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Elizabeth gave an interview to Moviefone about Manhunt: The Unabomber, and you can read some of it here on the site.

What did you see in “Manhunt: Unabomber” that tripped your radar and said, “I think this is a project I want to be a part of?”

Well, the true crime stuff, I confess to being obsessed with! Any of those kinds of shows I get really sort of sucked into, and I thought the writing was really good and illuminated just a lot of stuff that I didn’t know about.

When I was growing up it wasn’t interesting to me, the Unabomber. I was young, so I learned a lot about it, and just how they caught him I thought was really interesting, and they were able to tell that story but also get into the domestic lives of these people, which made the whole thing feel very real and more high stakes in the way that it was at the time.

What was the thing that you learned about Ted Kaczinski that most surprised you? Because this is as high concept of a criminal as there ever was, what was the eyebrow-raiser about him or his story?

I was really fascinated by the brother aspect, with David’s relationship to Ted, and the fact that David -– and his wife actually, the wife of David Kaczynski -– really recognized his way of speaking in the manifesto that was published. She spoke to David Kaczynski and had to convince him, and then he had to convince himself, and take the step to turning his brother in. That was something I didn’t know about.

You really established yourself with some standout roles on television and then you went into one of the biggest movie franchises of all time. And now you’re back here in TV, where TV’s evolved into almost long-form movie-like quality. Tell me a little bit about that experience to be right in the thick of it during this significant evolution of how we watch our entertainment.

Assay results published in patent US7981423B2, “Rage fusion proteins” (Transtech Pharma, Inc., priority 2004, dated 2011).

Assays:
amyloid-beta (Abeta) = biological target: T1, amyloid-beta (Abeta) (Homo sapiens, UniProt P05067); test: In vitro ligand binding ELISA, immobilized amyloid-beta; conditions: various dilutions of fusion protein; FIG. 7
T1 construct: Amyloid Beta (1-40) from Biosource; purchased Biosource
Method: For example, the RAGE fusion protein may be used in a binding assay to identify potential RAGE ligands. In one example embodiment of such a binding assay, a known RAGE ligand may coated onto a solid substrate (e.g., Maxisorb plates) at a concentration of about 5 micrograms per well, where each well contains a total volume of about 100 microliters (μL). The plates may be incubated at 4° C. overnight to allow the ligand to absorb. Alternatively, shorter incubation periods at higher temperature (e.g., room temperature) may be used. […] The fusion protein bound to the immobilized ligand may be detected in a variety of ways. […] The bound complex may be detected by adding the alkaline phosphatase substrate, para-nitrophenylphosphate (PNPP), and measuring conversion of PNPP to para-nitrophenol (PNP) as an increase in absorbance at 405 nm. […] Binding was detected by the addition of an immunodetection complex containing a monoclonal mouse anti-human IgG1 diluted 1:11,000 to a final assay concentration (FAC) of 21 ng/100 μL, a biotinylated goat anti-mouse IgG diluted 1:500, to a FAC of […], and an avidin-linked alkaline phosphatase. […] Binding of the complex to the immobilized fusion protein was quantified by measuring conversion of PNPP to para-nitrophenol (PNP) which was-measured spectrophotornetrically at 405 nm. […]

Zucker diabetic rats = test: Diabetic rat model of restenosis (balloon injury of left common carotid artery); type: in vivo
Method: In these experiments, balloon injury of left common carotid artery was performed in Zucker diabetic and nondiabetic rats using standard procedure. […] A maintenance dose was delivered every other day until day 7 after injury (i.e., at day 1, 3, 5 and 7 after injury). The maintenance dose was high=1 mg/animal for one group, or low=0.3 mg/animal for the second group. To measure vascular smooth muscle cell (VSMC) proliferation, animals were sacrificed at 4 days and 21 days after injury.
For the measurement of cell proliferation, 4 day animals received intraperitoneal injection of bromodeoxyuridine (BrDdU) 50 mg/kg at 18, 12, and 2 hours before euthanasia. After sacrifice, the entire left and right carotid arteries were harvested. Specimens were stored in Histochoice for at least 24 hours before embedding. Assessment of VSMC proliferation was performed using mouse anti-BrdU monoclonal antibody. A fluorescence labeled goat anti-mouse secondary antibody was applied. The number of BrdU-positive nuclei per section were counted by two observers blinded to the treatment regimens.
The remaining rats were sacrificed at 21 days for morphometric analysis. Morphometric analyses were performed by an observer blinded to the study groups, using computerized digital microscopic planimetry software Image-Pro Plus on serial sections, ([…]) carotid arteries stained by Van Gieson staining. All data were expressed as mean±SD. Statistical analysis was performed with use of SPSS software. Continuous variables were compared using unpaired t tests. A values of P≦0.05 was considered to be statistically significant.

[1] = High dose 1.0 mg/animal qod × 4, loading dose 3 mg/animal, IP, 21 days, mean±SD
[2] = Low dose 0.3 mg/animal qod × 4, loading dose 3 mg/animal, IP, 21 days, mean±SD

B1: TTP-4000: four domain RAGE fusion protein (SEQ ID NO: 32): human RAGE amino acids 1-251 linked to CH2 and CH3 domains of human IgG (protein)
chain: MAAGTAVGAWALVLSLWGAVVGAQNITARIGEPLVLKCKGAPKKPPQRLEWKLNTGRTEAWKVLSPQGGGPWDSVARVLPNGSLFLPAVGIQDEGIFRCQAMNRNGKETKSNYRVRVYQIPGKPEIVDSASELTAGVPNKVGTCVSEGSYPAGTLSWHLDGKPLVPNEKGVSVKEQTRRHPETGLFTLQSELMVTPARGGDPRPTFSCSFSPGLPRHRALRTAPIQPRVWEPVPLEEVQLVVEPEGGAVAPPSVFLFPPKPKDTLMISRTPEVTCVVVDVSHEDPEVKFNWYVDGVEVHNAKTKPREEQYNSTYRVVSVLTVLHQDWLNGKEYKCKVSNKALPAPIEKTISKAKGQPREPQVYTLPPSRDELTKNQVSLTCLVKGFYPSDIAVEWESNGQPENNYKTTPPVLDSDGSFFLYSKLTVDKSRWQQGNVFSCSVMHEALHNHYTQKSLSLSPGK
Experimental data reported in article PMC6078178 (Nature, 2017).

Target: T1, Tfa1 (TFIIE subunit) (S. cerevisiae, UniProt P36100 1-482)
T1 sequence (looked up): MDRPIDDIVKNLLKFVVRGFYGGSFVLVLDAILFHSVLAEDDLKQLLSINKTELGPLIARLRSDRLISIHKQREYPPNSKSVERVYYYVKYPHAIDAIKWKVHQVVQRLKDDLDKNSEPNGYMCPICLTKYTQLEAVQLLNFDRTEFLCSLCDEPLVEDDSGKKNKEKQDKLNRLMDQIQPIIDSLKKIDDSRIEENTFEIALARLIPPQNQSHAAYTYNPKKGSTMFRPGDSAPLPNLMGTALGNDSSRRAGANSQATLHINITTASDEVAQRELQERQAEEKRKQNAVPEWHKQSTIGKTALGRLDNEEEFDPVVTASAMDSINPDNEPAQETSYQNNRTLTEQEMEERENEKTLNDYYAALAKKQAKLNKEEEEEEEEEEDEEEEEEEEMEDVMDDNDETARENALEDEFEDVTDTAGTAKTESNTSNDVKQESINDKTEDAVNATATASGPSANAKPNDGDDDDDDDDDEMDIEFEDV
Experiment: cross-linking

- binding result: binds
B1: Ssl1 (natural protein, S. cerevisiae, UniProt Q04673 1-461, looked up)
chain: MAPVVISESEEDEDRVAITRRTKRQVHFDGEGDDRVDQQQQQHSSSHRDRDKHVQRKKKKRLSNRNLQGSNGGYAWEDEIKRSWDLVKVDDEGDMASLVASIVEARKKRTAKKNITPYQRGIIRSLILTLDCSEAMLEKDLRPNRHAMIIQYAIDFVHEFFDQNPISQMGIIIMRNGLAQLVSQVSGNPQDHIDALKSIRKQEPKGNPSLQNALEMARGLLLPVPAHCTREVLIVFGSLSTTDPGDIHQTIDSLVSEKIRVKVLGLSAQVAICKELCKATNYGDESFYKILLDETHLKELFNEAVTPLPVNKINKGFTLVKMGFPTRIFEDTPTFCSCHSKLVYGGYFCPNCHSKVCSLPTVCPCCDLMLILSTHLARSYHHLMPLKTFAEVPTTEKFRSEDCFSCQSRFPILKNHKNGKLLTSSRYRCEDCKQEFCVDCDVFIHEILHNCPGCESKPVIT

I just think we’re so lucky. At least as an actor and as someone who loves to watch, I just think it’s so much better. [Television is] so much better than the majority of movies I think, just from my taste. I know it’s hard to get people to go out and see movies, and I get why.

Are you drawn to darker material? Is that the stuff that you tend to want to be in?

I always was when I was younger, and I definitely am, but I think sometimes it’s just my face! It seems sad or serious or something, because in my real life, I would love to do comedy. I got to do a little bit of comedy on “Easy,” the Netflix thing, and some things here and there, but people just don’t see me, unless they know me, they don’t see me as a funny person.

They see me as someone who can cry and be dramatic, but I’m happy to do it. What more interests me, whether it’s funny or serious is just telling the truth and trying to be as honest as possible, whether that’s comedy or drama, whatever it is, I just want to tell a story that feels real to me. That’s always what’s the most funny, or the most moving or the most interesting to me, the moment-to-moment sort of reality.

What does it mean to you to sort of know that because of your “Twilight” experience, there’s always going to be a certain fanbase that’s going to check out whatever you do? They love you in those movies and they’ll say, “Oh, she’s in this? I’ll watch that.” Is that a cool extra to have as an actor?

It sure is. I’m very grateful to have done “Twilight,” first of all because it was just an incredible experience, and to touch -– touch sounds so weird, but to be able to reach that many people all over the world. I mean, that just doesn’t happen very often.

What was it like for you to step off that ride and look at what was next? Was it an unusual experience?

It was unusual. It was hard. It was hard trying to get jobs after that. I had some long stretches where I didn’t work very much. I was really trying to find my way back into feeling like an actress again, because when you do a big movie like “Twilight” a lot of times you don’t really do much acting. A lot of times you’re just getting your hair and makeup done, and you’re standing in front of a green screen, or you’re running through a forest. It’s all part of your job, and so lucky and grateful to be doing it, but it’s not like going and doing a play at Lincoln Center where you’re really being challenged as an actress.

I bet. What are you looking forward to? After these current projects wrap, what do you think’s next on this horizon?

Well, I don’t know. There’s some things, like, bubbling up, some more very exciting things, but I can’t really talk about it yet, but I just feel lucky. It’s funny because sometimes people don’t realize how truly hard it is to get an acting job, no matter where you’re at in your career, and every time I actually get a job, it feels like a miracle of some sort.


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